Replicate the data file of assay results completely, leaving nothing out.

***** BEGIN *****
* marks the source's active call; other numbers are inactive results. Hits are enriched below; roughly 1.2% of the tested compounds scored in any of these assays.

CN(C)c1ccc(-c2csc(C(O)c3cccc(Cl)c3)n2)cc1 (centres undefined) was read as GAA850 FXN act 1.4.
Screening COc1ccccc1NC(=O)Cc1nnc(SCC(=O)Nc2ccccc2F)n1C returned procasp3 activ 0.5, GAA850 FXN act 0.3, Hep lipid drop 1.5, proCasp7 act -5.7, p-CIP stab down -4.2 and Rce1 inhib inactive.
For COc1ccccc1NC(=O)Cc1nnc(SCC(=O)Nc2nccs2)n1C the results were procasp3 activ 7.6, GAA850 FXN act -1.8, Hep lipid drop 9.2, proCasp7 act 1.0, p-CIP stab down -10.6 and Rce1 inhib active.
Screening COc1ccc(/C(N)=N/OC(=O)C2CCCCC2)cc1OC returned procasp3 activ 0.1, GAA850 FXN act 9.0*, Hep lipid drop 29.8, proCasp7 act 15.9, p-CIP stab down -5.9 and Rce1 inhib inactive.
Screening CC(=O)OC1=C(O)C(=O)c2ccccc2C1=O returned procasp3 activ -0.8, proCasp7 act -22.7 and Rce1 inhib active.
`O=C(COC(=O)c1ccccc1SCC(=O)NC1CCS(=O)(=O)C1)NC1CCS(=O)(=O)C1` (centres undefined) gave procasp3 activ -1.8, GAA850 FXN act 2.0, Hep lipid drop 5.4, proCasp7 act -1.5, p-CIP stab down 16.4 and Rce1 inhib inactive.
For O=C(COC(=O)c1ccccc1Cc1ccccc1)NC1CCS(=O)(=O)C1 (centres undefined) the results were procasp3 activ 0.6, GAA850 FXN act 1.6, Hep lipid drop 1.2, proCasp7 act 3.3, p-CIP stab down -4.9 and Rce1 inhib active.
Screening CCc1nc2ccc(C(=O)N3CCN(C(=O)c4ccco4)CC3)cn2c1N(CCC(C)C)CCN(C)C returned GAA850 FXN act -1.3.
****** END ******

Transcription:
* marks the source's active call; other numbers are inactive results. Hits are enriched below; roughly 1.2% of the tested compounds scored in any of these assays.

CN(C)c1ccc(-c2csc(C(O)c3cccc(Cl)c3)n2)cc1 (centres undefined) was read as GAA850 FXN act 1.4.
Screening COc1ccccc1NC(=O)Cc1nnc(SCC(=O)Nc2ccccc2F)n1C returned procasp3 activ 0.5, GAA850 FXN act 0.3, Hep lipid drop 1.5, proCasp7 act -5.7, p-CIP stab down -4.2 and Rce1 inhib inactive.
For COc1ccccc1NC(=O)Cc1nnc(SCC(=O)Nc2nccs2)n1C the results were procasp3 activ 7.6, GAA850 FXN act -1.8, Hep lipid drop 9.2, proCasp7 act 1.0, p-CIP stab down -10.6 and Rce1 inhib active.
Screening COc1ccc(/C(N)=N/OC(=O)C2CCCCC2)cc1OC returned procasp3 activ 0.1, GAA850 FXN act 9.0*, Hep lipid drop 29.8, proCasp7 act 15.9, p-CIP stab down -5.9 and Rce1 inhib inactive.
Screening CC(=O)OC1=C(O)C(=O)c2ccccc2C1=O returned procasp3 activ -0.8, proCasp7 act -22.7 and Rce1 inhib active.
`O=C(COC(=O)c1ccccc1SCC(=O)NC1CCS(=O)(=O)C1)NC1CCS(=O)(=O)C1` (centres undefined) gave procasp3 activ -1.8, GAA850 FXN act 2.0, Hep lipid drop 5.4, proCasp7 act -1.5, p-CIP stab down 16.4 and Rce1 inhib inactive.
For O=C(COC(=O)c1ccccc1Cc1ccccc1)NC1CCS(=O)(=O)C1 (centres undefined) the results were procasp3 activ 0.6, GAA850 FXN act 1.6, Hep lipid drop 1.2, proCasp7 act 3.3, p-CIP stab down -4.9 and Rce1 inhib active.
Screening CCc1nc2ccc(C(=O)N3CCN(C(=O)c4ccco4)CC3)cn2c1N(CCC(C)C)CCN(C)C returned GAA850 FXN act -1.3.